Omaha Odds and Outs: A Quick and Easy Guide

Most Hold’em players, including very good Hold’em players, don’t know the true odds and outs in most standard Omaha situations. Good players can play good Omaha purely by feel and instinct. But it never hurts to have knowledge of the true numbers. Before you can learn odds, you have to know which hands we’re talking about.

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Odds and Outs for Omaha Draws

So as not to slow things down, I won't provide an exhaustive list of the standard Hold'em hands and draws here. If you don't know how many outs are in an open-ended straight draw, check out this article here.

The Wraparound: A wraparound straight draw is where you have two cards above and one below the two connected board cards (or vice versa). For example:

WSOP Chips and Cards

Hand: QJ82

Flop: 1093

In this scenario, between your hand and the connected board cards, you have 8-9-10-J-Q (bold indicates cards in your hand).

To make a straight you need one of the following:

7(x4), 8(x3), J(x3), Q(x3), K(x4) = Total of 17 outs. 

The Double Wraparound: A double wraparound draw is when you have two cards above and two cards below the two connected cards on board. For example:

Hand: QJ87

Flop: 1093

In this scenario, between your hand and the connected board cards, you have 7-8-9-10-J-Q

To make this straight you need to hit one of the following:

6(x4),7(x3), 8(x3), J(x3), Q(x3), K(x4) = Total of 20 outs.

The 13-Out Straight: A 13-out straight draw is when your hand holds three cards above or below the two connected board cards. For example:

Hand: KQJ4

Flop: 1093

In this scenario, between your hand and the connected board cards, you have 9-10-J-Q-K. To make a straight you need one of the following:

8(x4),J(x3), Q(x3), K(x3) = Total of 13 outs.

Related Reading:

Top 30 Starting Hands in Pot-Limit Omaha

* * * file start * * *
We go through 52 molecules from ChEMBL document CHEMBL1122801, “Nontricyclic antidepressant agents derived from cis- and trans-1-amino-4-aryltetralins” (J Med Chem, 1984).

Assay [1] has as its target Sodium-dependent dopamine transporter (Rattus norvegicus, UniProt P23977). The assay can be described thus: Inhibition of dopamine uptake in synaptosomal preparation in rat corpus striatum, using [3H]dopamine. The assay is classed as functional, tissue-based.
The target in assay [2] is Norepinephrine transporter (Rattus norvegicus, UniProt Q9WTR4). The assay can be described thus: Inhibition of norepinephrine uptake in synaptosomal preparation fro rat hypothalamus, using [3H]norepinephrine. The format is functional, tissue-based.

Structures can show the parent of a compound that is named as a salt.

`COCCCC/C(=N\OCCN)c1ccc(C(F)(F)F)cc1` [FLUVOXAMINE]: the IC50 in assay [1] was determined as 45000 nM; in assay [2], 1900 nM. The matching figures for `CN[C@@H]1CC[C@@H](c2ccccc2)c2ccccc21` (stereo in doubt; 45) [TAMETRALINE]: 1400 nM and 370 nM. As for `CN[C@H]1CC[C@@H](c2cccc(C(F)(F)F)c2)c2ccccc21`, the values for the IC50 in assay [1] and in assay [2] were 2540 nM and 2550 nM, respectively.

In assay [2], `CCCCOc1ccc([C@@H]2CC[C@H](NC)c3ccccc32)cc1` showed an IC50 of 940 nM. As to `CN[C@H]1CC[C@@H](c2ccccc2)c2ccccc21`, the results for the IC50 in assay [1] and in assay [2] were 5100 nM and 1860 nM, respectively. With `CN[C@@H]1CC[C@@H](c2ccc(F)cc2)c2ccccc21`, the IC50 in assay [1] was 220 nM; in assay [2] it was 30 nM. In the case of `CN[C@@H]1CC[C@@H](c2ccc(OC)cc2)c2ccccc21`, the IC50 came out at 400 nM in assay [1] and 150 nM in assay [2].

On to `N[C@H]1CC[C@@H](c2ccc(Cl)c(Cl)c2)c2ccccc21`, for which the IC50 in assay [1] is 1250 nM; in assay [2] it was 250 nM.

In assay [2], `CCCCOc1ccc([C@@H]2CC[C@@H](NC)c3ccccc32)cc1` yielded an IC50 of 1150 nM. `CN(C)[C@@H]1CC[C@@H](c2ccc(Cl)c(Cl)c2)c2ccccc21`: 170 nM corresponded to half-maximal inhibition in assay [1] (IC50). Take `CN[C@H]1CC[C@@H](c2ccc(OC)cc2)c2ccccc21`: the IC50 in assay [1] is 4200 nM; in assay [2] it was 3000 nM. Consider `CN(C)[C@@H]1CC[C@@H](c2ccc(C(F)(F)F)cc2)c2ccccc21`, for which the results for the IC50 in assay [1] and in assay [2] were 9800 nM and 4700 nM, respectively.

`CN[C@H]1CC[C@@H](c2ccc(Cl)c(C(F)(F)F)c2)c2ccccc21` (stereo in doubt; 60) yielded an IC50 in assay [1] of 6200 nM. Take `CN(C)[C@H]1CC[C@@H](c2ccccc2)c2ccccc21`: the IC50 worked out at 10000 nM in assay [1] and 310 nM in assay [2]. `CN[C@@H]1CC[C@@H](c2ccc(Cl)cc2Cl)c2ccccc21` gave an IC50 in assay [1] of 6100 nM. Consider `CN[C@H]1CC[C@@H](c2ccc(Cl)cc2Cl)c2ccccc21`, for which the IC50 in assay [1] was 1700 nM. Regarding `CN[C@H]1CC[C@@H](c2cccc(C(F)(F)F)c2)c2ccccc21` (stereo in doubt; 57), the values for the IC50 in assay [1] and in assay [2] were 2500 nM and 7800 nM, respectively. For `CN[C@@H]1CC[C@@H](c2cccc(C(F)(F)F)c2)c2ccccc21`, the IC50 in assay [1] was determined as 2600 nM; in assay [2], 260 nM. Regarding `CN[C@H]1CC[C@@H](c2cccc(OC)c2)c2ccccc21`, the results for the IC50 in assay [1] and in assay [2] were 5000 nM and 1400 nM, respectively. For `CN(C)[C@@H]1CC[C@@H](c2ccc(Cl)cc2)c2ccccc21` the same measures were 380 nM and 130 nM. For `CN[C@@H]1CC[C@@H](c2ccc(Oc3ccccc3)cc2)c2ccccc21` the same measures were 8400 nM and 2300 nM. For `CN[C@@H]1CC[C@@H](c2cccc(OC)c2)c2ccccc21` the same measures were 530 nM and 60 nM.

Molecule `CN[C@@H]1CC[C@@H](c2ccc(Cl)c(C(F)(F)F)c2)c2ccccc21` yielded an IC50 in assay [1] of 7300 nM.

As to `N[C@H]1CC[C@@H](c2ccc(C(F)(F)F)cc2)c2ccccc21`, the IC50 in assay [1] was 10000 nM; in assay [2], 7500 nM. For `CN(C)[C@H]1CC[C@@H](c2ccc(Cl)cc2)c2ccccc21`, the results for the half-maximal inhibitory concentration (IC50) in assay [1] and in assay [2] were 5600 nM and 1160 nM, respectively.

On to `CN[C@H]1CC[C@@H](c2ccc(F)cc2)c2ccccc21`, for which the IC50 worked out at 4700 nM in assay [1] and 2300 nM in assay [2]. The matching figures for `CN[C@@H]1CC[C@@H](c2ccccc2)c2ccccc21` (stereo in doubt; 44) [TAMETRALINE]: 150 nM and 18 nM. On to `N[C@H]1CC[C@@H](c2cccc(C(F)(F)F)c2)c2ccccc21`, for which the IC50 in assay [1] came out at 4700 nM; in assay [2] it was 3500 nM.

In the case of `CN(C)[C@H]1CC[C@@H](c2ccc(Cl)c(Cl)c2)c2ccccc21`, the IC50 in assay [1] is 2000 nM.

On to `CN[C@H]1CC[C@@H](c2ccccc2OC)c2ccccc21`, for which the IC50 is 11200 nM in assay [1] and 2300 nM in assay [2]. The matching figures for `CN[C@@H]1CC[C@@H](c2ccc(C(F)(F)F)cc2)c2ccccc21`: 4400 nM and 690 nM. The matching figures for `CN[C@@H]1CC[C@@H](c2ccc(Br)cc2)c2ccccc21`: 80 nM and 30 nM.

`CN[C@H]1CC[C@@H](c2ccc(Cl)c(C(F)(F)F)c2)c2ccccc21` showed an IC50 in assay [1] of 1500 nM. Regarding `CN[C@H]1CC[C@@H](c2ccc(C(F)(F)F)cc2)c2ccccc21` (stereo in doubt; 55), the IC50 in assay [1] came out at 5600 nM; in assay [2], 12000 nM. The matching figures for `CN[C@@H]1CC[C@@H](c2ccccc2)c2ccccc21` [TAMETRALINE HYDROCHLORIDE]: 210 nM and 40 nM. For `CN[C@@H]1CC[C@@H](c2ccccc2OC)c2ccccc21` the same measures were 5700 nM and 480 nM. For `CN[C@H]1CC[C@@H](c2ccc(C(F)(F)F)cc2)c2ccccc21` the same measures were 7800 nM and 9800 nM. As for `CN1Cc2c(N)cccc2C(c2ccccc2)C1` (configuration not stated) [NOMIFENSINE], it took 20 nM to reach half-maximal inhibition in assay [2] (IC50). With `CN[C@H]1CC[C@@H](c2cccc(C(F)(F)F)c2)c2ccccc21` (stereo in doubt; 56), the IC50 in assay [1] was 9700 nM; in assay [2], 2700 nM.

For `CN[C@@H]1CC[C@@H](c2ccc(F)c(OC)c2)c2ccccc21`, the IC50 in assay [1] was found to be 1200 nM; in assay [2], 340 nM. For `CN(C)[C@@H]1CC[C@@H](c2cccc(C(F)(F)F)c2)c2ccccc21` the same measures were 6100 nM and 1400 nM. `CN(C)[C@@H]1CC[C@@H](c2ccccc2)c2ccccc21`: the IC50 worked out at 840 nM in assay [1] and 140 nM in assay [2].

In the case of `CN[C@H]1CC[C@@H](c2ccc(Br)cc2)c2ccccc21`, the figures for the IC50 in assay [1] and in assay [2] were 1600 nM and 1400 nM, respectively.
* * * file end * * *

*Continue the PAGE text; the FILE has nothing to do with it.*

Below are the Top 30 starting hands in Pot-Limit Omaha.

1AA-KKdouble-suited
2AA-J-Tdouble-suited
3AA-QQdouble-suited
4AA-JJdouble-suited
5AA-TTdouble-suited
6AA-9-9double-suited
7AA-x-xdouble-suited
8J-T-9-8double-suited
9KK-QQdouble-suited
10KK-JJdouble-suited
11K-Q-J-Tdouble-suited
12KK-TTdouble-suited
13KK-A-Qdouble-suited
14KK-A-Jdouble-suited
15KK-A-Tdouble-suited
16KK-Q-Jdouble-suited
17KK-Q-Tdouble-suited
18KK-J-Tdouble-suited
19QQ-JJdouble-suited
20QQ-TTdouble-suited
21QQ-A-Kdouble-suited
22QQ-A-Jdouble-suited
23QQ-A-Tdouble-suited
24QQ-K-Jdouble-suited
25QQ-K-Tdouble-suited
26QQ-J-Tdouble-suited
27QQ-J-9double-suited
28QQ-9-9double-suited
29JJ-TTdouble-suited
30JJ-T-9double-suited

The odds of getting dealt AA-KK double suited are 50,000-1 against. Not only is it that rare to get dealt the hand, but put AA-KK up against 8-7-6-5 double suited (a hand not even in the top 30), and the AA-KK is a mere 3-2 favorite. 

Compare PLO to Hold'em

Alexander Kravchenko
Unless you're heads up, you probably shouldn't play that hand.

The odds of getting dealt AA, Hold'em's best hand, are 220-1 against. AA up against a hand such as 8-7 suited is a 3-1 favorite.

You're 227 times more likely to be dealt AA than AA-KK double suited and your AA is a larger favorite to win against the most comparable hand.

Once you know the odds and outs of Omaha, you'll be able to make more informed decisions about how to play your hands. 

Hold'em players playing Omaha by feel are quick to overvalue their hands and their perceived advantage over their opponent.

Memorize the outs of all the straight draws and how to spot them. Get a very good idea of the top hands and understand the small margin of advantage they hold.

Adjust your play accordingly.

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